Met the Seattle Smile Guy along the way. Didn't want money... just wanted smiles
Met the Seattle Smile Guy along the way. Didn’t want money… just wanted smiles
An Old Clock on a building
An Old Clock on a building
The Hammering Man by Jonathan Borofsky
The Hammering Man by Jonathan Borofsky

I should note that the Hammering Man, by artist Jonathan Borofsky, is one of many artworks around Seattle.  Borofsky has installed the Hammering Man in other places around the world as well. This one is 48 feet tall and is directly in front of the Seattle Art Museum.  I have visited other works by Borofsky in Council Bluffs, Iowa (Molecule Man), in Pittsburgh at Carnegie Mellon (“Walking to the Sky“) and the “Man With Briefcase” in Fort Worth, Texas.  I love the simple grandeur of his art and hope to see more in the future.

Kress Building in Seattle
Kress Building in Seattle

Ride the Duck in Seattle

Ride the Ducks in Seattle
Ride the Ducks in Seattle

After the rather grueling walk up to the monorail station area, it was really nice to have a seat and relax for nearly an hour before our ride was to take place.

All of us waiting for to Ride the Duck. This guy loved our shirts and wanted a photo with us...yes, we were photobombed in Seattle!
All of us waiting for to Ride the Duck. This guy loved our shirts and wanted a photo with us…yes, we were photobombed in Seattle!

DSC_4885Throughout my travels, I have seen the “Ride the Ducks” boats in a few places over the years. I specifically recall seeing one Ketchikan, Alaska, but I’ve also seen them in San Francisco, Stone Mountain (Georgia) and Branson (Missouri). I had never ridden one, so I didn’t know what to expect.

After the wait, we finally were able to board our “Duck” adventure.  We were in for a load of fun!!

Super_DUKWFirst off, a little history about the “Ducks.”  The DUKW (D-built in 1942, U-amphibious 2-ton truck, K-front wheel drive, W-rear wheel drive) was an amphibious landing craft developed by the United States Army during World War II. It was designed to deliver cargo from ships at sea directly to the shore. DUKWS are street legal to drive on the roads and are also legal to drive on water as recreational boats. (See more history here)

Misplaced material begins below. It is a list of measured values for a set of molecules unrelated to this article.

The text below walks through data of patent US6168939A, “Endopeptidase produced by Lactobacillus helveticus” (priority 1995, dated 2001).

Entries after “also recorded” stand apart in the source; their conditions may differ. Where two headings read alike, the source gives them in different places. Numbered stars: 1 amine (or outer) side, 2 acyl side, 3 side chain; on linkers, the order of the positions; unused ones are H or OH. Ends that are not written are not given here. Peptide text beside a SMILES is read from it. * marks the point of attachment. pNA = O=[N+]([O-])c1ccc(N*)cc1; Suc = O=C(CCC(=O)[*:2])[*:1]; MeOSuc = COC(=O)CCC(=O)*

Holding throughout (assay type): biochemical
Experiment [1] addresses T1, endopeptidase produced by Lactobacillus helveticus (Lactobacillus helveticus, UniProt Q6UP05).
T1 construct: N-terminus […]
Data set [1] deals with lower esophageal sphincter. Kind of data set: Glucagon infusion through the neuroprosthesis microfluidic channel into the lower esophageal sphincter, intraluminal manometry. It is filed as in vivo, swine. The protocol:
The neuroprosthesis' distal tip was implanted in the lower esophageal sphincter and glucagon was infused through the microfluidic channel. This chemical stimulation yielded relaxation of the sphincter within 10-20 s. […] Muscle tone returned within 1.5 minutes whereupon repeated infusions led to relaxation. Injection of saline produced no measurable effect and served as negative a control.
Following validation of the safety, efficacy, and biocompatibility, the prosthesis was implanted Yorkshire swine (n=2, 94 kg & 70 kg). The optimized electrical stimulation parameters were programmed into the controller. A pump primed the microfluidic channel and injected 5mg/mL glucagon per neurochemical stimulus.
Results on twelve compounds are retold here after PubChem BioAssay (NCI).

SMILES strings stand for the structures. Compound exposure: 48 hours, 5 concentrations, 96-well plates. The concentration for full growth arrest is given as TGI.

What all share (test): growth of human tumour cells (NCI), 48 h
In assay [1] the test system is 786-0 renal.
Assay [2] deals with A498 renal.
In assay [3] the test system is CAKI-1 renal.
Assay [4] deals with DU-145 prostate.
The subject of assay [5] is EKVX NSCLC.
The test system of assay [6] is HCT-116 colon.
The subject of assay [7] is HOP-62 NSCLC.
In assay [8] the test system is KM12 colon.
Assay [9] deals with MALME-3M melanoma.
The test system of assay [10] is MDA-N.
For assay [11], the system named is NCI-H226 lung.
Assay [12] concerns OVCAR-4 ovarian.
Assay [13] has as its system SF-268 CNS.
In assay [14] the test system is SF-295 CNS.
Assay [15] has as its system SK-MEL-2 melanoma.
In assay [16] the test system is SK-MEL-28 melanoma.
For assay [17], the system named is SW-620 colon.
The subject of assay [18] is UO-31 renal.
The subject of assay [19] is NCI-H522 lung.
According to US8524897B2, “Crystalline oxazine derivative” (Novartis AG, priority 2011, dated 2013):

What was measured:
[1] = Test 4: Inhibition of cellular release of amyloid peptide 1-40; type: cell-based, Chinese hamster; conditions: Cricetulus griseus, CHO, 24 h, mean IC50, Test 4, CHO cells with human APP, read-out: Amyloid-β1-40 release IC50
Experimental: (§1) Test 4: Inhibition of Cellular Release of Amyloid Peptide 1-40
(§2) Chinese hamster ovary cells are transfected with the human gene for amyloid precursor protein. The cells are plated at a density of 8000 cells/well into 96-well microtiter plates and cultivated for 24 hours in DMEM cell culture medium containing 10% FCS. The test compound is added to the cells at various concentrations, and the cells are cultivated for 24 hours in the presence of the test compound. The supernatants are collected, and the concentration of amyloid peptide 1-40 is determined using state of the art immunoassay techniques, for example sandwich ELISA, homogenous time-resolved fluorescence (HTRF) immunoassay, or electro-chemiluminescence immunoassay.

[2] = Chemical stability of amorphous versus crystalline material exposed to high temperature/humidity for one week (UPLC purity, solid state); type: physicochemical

The Kravetz and Matthews family all decked out in our matching shirts Riding the Duck around Seattle.
The Kravetz and Matthews family all decked out in our matching shirts Riding the Duck around Seattle.

DSC_4891Our ride on the Duck was fun.  We had a great driver – Captain Mandy Lifeboats.  She was full of energy and pulled a few tricks out of her hat…or was it she pulled a few hats out of her tricks?  She was both wacky (and even quacky!!)

Mandy in a Unique head dress
Mandy in a Unique head dress
Mandy the Pirate....ARGH
Mandy the Pirate….ARGH
Duck coming up out of Lake Union
Duck coming up out of Lake Union

Our Duck Tour took us from the Seattle Center, where the Monorail begins.  We drove up along Lake Union and had some nice views from the Aurora Bridge.  We then made our way INTO the lake and cruised around the lake.  We saw the floating home from Sleepless in Seattle, and a few other ritzy lakeside homes, not to mention multi-million dollar yachts. We also had a great view of the skyline.

The Space Needle as seen from the Duck
The Space Needle as seen from the Duck

From the lake we drove back towards downtown past the Space Needle, the EMP Museum and then towards the downtown shopping area and along the waterfront. Overall the ride lasted about 90 minutes and we had a frolicking good time.  There were times we all “quacked” at passersby, sang songs, had fun Disco Music and more.

What I enjoyed about this ride was the opportunity to see Seattle without all of the walking!  And it gave a flavor of some of the places we can see on our next trip out there to see the family.

Houseboats on Lake Union
Houseboats on Lake Union
A Mural under a bridge. It was created as a Paint By Number and then many Seattle residents added the paint
A Mural under a bridge. It was created as a Paint By Number and then many Seattle residents added the paint
Paddle Boarders in Lake Union....as seen from the Duck
Paddle Boarders in Lake Union….as seen from the Duck
The view of Seattle as seen from Lake Union from the comfort of a Duck Ride.
The view of Seattle as seen from Lake Union from the comfort of a Duck Ride.

After the Duck Ride was over, we walked the mile or so back to the Ferry Dock to catch the ferry back to Port Orchard.  We were all quite exhausted, but made it in time and enjoyed the ride back.  And we were blessed with a wonderful sunset leaving its mark on Mt. Rainier. It was a splendid, though tiring, day.

Mt. Rainier as seen from the Bremerton Ferry on our return to Port Orchard
Mt. Rainier as seen from the Bremerton Ferry on our return to Port Orchard